Latest posts in Notes from the Panther Lounge
Nine months after Toronto launched its Bloor bike lane, is the project a success? There's much evidence to suggest it is.
A survey released by the city in February shows 64 per cent of resident and business respondents believe the lane provides safety for cyclists while allowing acceptable traffic flow and parking. Nearly two-thirds of motorists say they feel "comfortable" driving next to cyclists now — compared to just 14 per cent in 2015, before the lane was installed.Continue reading »
Over the past 20 years, approximately 90 per cent of the monarch butterflies that migrate between Mexico and Canada have disappeared. In the 1990s, about one billion individual butterflies made the epic, multi-generational trek from Canada to Mexico. By 2013 the population had plummeted to 35 million. After a couple of years of modest improvement, the monarch population dropped by 22 million again last year.
In the U.S., the response from government and the conservation community has been strong. In 2015, $20 million was allocated for research conservation projects. Regional and national targets were set — including an ambitious goal of restoring 200,000 hectares of monarch habitat, stretching from Mexico to Minnesota.Continue reading »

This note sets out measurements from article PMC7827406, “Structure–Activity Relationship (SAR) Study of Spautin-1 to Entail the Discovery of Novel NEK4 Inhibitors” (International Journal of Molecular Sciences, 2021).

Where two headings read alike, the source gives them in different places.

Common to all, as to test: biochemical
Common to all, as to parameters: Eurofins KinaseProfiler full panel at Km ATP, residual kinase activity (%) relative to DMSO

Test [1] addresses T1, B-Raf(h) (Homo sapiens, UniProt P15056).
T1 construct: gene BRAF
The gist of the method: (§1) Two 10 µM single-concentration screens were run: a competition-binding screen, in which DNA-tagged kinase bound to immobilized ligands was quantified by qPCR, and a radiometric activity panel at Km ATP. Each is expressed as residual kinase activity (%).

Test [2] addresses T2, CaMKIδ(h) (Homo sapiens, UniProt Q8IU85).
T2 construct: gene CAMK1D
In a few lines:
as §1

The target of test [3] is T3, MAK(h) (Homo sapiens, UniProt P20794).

After dinner, my family sits at the table, talking about their day at school or work. As I watch my children, Gaspard and Félix, I like to ponder. I think about what will become of my sons when they grow up, what careers they will choose, what values will move them and what battles they will fight. Perhaps this is a universal pastime of all proud parents.Continue reading »
Climate change is the most important crisis humanity has faced, but we still confront huge barriers to resolving it. So, what do we do, and is there hope for humanity?
The problem itself is complex, and there's no single solution. But by understanding the barriers to resolving global warming and by employing a wide range of solutions — from shifting to clean energy to planting trees to reforming agricultural practices — we can get the world back on track.Continue reading »
Abhayjeet Singh Sachal (Abhay), a Grade 10 student at Seaquam Secondary School in Delta, was the keynote speaker at this year's REaDY Summit. Minutes in, it was clear there's something amazing about Abhay.
He shared stories from a recent, life-changing experience: joining 120 students and 80 educators from Students on Ice (a scholarship-granting non-profit organization), to witness climate change in real time.Continue reading »